In The American President, a movie I’ve always loved, Michael Douglas offers the climactic line: “America isn’t easy. America is advanced citizenship. You’ve got to want it bad, cause it’s gonna put up a fight.”
Citizenship in the United States requires more than sitting and watching. It’s a thinking sport. Americans sit at the confluence of the global political economy and local school board. Our votes influence both the world stage and our communities at home. Representative democracy is built on the votes cast by normal citizens.
The apostle Paul speaks on the role of government in his famous letter to the Christian citizens in Rome. He writes, “Let every person be subject to the governing authorities. For there is no authority except from God, and those that exist have been instituted by God” (Rom. 13:1).
The Father calls His children to sit under the authority of governments that He personally institutes. Some who follow Christ sit under dictators, and others are subject to kings and queens. Believers in the United States are governed by the authority of a republic, one in which they also participate.
Christians are called by God to participate in the political process because American government doesn’t function without the participation of its people. So how does a Christian navigate the privilege of a democratic society? I’ll steal a line from The American President and call it “advanced citizenship.”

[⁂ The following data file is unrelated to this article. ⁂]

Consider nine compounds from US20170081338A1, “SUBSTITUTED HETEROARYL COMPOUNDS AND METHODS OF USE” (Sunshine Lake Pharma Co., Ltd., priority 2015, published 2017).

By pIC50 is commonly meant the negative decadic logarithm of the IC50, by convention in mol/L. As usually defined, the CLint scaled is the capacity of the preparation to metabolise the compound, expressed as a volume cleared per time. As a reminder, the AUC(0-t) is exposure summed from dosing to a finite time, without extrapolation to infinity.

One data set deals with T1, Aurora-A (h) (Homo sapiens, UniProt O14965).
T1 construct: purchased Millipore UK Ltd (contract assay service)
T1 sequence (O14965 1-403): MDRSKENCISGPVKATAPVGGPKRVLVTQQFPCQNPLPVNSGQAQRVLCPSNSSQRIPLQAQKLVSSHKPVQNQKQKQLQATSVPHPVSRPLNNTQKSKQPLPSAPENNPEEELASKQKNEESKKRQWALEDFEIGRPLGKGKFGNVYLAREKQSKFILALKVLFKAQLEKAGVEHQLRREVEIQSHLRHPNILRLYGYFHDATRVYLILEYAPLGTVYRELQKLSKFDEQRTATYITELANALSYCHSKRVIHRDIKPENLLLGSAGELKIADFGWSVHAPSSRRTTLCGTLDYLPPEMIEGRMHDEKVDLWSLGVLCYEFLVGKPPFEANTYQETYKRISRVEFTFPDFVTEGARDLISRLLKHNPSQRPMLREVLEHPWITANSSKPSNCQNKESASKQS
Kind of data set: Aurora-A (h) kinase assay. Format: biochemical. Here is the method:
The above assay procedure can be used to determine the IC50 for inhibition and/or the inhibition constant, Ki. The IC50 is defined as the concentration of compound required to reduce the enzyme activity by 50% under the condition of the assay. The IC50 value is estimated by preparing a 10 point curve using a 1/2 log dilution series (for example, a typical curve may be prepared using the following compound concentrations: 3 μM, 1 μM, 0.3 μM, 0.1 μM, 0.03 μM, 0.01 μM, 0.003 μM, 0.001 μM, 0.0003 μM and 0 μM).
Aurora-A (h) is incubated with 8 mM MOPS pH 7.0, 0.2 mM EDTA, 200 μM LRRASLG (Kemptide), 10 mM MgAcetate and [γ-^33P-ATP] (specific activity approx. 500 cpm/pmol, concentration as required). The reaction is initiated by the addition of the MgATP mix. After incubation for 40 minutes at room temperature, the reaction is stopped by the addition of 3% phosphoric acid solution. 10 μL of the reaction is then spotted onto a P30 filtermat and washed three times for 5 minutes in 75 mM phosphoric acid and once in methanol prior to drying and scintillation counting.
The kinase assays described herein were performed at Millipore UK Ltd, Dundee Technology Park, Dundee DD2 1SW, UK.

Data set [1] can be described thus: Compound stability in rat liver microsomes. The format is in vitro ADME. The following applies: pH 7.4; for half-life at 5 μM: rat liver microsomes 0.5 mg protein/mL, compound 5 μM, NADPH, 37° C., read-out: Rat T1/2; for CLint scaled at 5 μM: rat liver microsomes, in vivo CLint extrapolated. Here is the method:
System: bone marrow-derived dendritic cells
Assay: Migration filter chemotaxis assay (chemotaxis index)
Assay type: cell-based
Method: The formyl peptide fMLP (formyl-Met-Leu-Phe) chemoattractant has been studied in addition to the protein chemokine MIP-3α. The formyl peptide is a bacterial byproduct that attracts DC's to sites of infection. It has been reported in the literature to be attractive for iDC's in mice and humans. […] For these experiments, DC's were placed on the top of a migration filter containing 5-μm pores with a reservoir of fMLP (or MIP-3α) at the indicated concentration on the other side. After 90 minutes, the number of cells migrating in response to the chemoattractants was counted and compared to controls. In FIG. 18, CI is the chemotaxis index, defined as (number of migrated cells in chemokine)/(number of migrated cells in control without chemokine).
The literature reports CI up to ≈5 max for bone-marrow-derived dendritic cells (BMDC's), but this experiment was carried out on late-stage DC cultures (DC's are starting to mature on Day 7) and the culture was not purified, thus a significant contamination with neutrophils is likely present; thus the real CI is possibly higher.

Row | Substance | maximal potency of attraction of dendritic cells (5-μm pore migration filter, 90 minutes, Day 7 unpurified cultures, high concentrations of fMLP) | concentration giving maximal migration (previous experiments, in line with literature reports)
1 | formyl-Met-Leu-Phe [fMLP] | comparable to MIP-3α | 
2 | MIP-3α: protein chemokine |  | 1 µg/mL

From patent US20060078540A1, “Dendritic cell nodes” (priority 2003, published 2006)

Our citizenship is advanced because it’s a dual citizenship. We have a foot in two worlds – the world we live in and the city to come.
We long for our eternal world, devoid of suffering and scandal, where justice rolls on like a river, where love undergirds all relationships and selflessness is the basis of all transactions. This is the city of our great King Jesus, and His redeemed have the sureness of a future arrival.
Yet we clearly haven’t arrived to this city, and Jesus compels us to see that He hasn’t called us out of mission in the world (John 17:1-36). We are citizens of the United States, with the privilege to vote in a way that reflects the character and worthiness of our God.
As Christians, we can take courage knowing that biblical principles give life and that true welfare is advanced through laws that accord with God’s Word. Daniel’s gospel influence on the pagan government of Babylon models our participation well. He tells Nebuchadnezzar to break off his sin, practice righteousness and show mercy to the oppressed (Dan. 4:27).
In being created in the image of God, Christ-followers are called to accentuate the dignity of humanity, casting our vote for people and policies that uphold justice and protect the rights of the oppressed. God has been kind throughout history to bless the political efforts of His children in procuring human rights for them. History also shows that Christians have often led the way in many great efforts. As Christians, we have the distinct privilege of exhibiting the life of Christ by counting others more significant than ourselves (Phil. 2:3).
With November elections on the horizon, right now is the time for us to prepare our hearts and minds to be advanced citizens. Study the issues and the implications. Learn about those who hope to represent you. We are uniquely blessed to honor our Creator by participating in the government established by Him.